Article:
Inside Higher Ed has published an expanded version of my post on grad school financial planning. I took the opportunity to make sure people knew that I was living an austere lifestyle and trying not to go into debt for ongoing expenses unless absolutely necessary and to take into account objections people raised in comments, as well as to integrate the material about non-academic side-jobs that I simply linked to in the original post.
I find the reaction to this post interesting, because it seems like for many people, there’s a visceral, gut-level response that says, “No!!!” Sometimes people dismiss my plan as insane and unworkable (even though I’m recounting “best practices” from what I actually did for several years), and sometimes they simply reassert familiar bromides about debt (use credit cards only for emergencies, use debit cards so you don’t spend more than you have, etc.), with no acknowledgment that I take them into account and find them wanting in the post itself.
I understand that a lot of people have a much more destructive experience of debt, and I also understand that some people’s credit ratings have been wrecked by circumstances beyond their control (medical emergencies, etc.) and that they simply don’t have access to the credit I had access to. But it’s not as though I entered into this lightly. When I started, I was angry with myself every time I had to carry a balance month to month, and I found it deeply upsetting when I really had to face the fact that I wasn’t going to be able to pay my debts off until long after grad school — and would almost certainly run them up further. These weren’t hypothetical strategies I developed as I calmly contemplated various credit card agreements — they were emergency measures that became the norm as I discovered that they gave me some kind of space to maneuver.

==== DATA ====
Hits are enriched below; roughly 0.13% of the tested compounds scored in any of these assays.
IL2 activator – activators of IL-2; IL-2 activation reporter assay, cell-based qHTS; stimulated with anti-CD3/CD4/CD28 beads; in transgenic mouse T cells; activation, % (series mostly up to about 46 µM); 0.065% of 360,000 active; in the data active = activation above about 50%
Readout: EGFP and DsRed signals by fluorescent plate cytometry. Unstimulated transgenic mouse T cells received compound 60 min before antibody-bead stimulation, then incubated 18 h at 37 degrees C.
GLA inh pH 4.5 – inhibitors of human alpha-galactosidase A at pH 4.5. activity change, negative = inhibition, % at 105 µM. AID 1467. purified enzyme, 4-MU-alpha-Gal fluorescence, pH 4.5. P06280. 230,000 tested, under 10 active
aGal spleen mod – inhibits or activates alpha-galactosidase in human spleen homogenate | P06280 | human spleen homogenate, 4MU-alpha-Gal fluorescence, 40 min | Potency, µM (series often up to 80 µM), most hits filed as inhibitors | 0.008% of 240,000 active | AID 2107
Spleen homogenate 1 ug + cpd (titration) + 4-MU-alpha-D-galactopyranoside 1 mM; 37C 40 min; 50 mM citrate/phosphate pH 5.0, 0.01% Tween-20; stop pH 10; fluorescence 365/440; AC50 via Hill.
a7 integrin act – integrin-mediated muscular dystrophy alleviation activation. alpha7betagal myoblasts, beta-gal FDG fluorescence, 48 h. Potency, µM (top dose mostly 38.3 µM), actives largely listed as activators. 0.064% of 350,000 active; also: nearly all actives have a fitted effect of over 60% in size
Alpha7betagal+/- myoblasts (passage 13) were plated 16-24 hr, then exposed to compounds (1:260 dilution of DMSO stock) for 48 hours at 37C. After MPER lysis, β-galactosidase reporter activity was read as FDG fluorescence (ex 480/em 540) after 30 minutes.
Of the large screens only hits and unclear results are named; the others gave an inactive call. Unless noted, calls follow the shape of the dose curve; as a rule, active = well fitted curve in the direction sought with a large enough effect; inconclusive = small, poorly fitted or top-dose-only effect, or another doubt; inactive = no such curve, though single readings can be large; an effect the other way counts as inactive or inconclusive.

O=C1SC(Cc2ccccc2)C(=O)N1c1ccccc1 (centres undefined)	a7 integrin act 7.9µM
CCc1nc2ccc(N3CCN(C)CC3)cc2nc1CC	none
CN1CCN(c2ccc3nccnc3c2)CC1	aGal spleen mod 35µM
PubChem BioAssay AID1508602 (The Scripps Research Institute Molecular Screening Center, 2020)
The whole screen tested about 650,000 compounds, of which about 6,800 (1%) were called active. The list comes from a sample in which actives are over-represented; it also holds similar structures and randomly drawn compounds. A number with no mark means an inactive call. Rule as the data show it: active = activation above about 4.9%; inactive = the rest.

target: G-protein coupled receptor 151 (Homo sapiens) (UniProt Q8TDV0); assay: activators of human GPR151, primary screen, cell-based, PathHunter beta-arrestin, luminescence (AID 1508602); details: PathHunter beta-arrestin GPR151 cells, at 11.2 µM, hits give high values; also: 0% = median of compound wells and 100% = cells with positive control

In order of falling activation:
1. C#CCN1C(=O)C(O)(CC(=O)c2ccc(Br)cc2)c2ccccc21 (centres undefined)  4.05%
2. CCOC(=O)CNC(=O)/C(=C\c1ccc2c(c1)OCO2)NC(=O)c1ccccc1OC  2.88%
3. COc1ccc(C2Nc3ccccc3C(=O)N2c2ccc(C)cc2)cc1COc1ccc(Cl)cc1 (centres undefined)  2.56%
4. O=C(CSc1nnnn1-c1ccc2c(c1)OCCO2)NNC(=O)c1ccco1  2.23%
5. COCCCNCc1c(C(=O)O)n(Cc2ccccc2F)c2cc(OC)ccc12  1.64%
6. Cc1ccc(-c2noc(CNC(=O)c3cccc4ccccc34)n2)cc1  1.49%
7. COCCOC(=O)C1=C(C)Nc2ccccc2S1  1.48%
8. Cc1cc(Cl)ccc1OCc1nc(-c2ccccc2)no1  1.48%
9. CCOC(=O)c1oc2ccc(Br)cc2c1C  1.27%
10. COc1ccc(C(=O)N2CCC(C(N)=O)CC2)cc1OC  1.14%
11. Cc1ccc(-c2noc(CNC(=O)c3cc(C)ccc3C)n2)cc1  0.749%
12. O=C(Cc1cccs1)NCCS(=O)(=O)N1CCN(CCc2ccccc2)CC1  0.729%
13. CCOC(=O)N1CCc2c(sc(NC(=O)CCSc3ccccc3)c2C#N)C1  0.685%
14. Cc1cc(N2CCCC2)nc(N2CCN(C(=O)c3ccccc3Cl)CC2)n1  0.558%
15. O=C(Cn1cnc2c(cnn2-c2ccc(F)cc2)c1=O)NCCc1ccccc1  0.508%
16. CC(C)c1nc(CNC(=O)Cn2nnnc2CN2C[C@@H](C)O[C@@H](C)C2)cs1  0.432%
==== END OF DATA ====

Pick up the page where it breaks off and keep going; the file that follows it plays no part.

We all have to turn the corner and stop being moralistic about debt. No one should enter into debt lightly, because it increases your vulnerability — but the greatest vulnerability of all is not to have access to credit. Consumer credit is not a moral failing or temptation, but a necessary structural feature of American society. As long as America as a whole has a huge trade deficit (we buy more from abroad than we sell), then the domestic sectors as a whole are going to have to engage in deficit spending. The financial sector exists to intermediate these various imbalances, and it has used various strategies to keep kicking the can down the road (backing up consumer debt with illusory rising housing prices, for instance, which I’m sure they’ll do again as soon as possible). It would be awesome if policymakers would strike a different balance or if the corporate sector chose to give us access to that spending power in the form of wages instead of debt, but none of us individually has any control over that.
Without access to consumer debt, the average American’s quality of life would be significantly lower. The same holds for a monomaniacal focus on paying off debt. Strictly speaking, I could be out of credit card debt now. There’s no way my discretionary income has been enough to pay off my student loans so far in my career, but I could be paying them down more aggressively. In fact, now that I think of it, I could probably find side-work that would help to fill the gap.